I like a good puzzler, especially when it does something that feels particularly unique to the genre. Etherborn, the debut release from Spanish developer Altered Matter, does just that, with its Escher-inspired puzzles challenging players to defy both gravity and logic throughout its selection of tricky enigmas. Whilst it’s certainly a clever game though, there are some elements of Etherborn’s design that can make it feel more frustrating than exacting on occasions.

Etherborn’s gameplay sees you working across a series of topsy-turvy levels in a very pretty world where the rules of gravity are broken, with the player able to walk across any pathway or wall as long as it follows across a curved surface. It’s up to you to make your way to the end of the level, all whilst collecting glowing orbs that help you open up new pathways and utilising the shifting gravity to jump between the different platforms that are littered across each level – that might sound a little complicated, but honestly, the concept is very easy to understand in-game. That doesn’t mean that the game itself is easy though, and you can expect to spend plenty of time scratching your head trying to figure out each situation before that ‘eureka!’ moment hits and you find yourself progressing a little bit further.

Etherborn

As you can imagine in a game that allows you to break the rules of gravity, you’re going to fall to your doom on quite a few occasions in Etherborn. Thankfully, respawns are pretty much instantaneous, so you’re never kept out of the game for too long nor are you ever sent that far back. It’s a good thing too because a lot of your success in the game will come down to trial and error – whilst there are certainly moments in the game where all it takes is a bit of clever thinking to progress, sometimes just trying ideas over and over until they work is just as effective.

That being said, sometimes you’ll know where exactly you need to go but will struggle to find out how to get there. Whilst this is often thanks to the game’s clever puzzle design, it could also be because of a lack of any distinguishable landmarks. Each level in Etherborn is pretty big and naturally you’ll have to look at it from across multiple angles to see everything, but the fact that you’re constantly shifting gravity means that it’s easy to lose track of where exactly you are. Not having anything there to remind you or for you to recognise means it’s easy to jump to the completely wrong place and have to start a puzzle over from scratch. Of course, this problem could just be down to me not paying enough attention, but the way that the camera shifts around freely as you defy gravity could make it a little bit too easy to lose track of your position.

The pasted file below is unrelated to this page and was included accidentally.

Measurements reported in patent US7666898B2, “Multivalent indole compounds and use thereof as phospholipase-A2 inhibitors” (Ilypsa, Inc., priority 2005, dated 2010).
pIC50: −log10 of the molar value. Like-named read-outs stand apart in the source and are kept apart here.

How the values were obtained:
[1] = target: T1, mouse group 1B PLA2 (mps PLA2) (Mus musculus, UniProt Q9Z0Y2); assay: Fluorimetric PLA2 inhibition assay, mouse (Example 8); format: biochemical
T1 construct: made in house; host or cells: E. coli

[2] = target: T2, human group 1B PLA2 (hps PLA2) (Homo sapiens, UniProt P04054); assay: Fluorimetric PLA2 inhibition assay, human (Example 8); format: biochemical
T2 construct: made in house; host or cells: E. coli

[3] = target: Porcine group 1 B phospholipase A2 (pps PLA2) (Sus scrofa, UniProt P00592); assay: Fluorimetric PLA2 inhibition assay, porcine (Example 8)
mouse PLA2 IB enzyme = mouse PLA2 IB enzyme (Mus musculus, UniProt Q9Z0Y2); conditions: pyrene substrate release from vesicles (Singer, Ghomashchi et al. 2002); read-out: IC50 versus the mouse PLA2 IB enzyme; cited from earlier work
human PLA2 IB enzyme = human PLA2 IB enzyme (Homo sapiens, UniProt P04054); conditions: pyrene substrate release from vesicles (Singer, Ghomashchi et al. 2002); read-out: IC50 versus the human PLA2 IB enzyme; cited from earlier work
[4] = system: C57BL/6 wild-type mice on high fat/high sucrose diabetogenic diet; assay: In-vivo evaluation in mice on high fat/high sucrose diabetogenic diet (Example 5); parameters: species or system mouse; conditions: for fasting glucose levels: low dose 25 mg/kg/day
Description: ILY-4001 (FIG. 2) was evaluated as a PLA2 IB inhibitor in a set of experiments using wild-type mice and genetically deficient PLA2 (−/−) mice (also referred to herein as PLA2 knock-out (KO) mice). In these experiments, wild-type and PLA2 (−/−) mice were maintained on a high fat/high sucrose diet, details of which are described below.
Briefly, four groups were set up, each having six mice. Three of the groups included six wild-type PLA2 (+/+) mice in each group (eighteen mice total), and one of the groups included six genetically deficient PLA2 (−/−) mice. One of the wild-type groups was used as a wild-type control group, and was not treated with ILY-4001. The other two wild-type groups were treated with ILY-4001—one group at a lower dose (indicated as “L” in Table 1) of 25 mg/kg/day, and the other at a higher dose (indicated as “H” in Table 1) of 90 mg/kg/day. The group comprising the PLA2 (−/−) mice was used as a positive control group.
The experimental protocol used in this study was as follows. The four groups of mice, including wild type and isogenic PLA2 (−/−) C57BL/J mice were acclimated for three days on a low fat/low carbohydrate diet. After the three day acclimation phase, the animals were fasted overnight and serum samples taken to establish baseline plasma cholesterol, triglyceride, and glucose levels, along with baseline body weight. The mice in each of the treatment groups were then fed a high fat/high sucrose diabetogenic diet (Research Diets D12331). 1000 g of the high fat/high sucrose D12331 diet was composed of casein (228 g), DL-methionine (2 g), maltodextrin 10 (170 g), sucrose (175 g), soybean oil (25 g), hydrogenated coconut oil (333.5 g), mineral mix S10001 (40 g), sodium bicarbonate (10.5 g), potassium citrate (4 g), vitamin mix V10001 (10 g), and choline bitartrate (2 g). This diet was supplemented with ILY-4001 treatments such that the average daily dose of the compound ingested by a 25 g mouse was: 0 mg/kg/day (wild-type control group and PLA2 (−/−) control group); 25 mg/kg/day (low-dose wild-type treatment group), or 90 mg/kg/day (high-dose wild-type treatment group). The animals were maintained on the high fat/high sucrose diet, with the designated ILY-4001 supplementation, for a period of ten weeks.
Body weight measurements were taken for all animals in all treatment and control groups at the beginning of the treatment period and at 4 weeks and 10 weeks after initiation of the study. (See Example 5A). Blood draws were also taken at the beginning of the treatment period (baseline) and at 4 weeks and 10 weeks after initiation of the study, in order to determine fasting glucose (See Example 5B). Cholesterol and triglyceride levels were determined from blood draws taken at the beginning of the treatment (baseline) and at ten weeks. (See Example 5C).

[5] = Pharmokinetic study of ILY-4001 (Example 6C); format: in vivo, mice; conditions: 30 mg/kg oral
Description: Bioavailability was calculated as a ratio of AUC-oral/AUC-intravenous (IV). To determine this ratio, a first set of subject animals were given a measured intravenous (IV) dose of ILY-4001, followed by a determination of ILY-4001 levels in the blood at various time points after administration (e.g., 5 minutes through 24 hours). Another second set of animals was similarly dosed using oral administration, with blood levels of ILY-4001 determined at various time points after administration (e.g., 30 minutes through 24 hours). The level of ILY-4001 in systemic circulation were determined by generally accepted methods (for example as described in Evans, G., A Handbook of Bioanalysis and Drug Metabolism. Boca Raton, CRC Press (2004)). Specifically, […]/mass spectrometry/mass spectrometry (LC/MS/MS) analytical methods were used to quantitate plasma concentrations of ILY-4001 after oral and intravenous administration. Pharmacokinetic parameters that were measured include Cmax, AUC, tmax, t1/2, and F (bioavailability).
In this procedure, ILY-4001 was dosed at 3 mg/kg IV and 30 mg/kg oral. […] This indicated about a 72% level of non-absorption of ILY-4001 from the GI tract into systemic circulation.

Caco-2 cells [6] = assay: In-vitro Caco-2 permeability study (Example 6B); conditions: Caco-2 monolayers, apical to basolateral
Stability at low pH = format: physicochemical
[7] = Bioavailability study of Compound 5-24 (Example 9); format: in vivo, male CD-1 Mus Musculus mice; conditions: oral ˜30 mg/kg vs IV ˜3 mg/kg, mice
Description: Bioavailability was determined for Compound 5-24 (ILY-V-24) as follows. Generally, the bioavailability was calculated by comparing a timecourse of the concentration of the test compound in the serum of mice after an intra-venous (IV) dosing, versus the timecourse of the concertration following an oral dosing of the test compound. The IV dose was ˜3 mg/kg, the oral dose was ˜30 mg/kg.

Etherborn

Precision is also key in Etherborn; one wrong move when lingering near the edge of a platform can see the puzzle-solving protagonist quickly fall to their doom. This could actually be a little irritating, especially since the controls of the game can be a bit flimsy. Sure, it’s easy enough to get around and in fairness jumping felt precise, but when you start running you move with such large strides that it’s easy to accidentally step over a platform. It’s a little bit of a nuisance early on, but can become particularly annoying during some of the more difficult platforming-heavy levels. Admittedly, a lot of these falls were probably down to my own errors, but it is clear that there’s a lack of precision in player movement.

Whilst it does have its flaws, there’s no denying that the puzzles in the game are very clever in design and that a lot of thought has clearly gone into sculpting them. Figuring out where and where to use the orbs and then finding the right platforms to jump to is satisfying, as is figuring out the missing piece of a puzzle after being stumped for some time. It’s one of those puzzle games that makes you FEEL clever as you’re playing, which is always a good thing in my eyes. It’s just a shame that some of the design choices of the actual gameplay works against you a little too often.

Developer: Altered Matter
Publisher: Altered Matter
Platform(s): Nintendo Switch (Reviewed), PlayStation 4, Xbox One, PC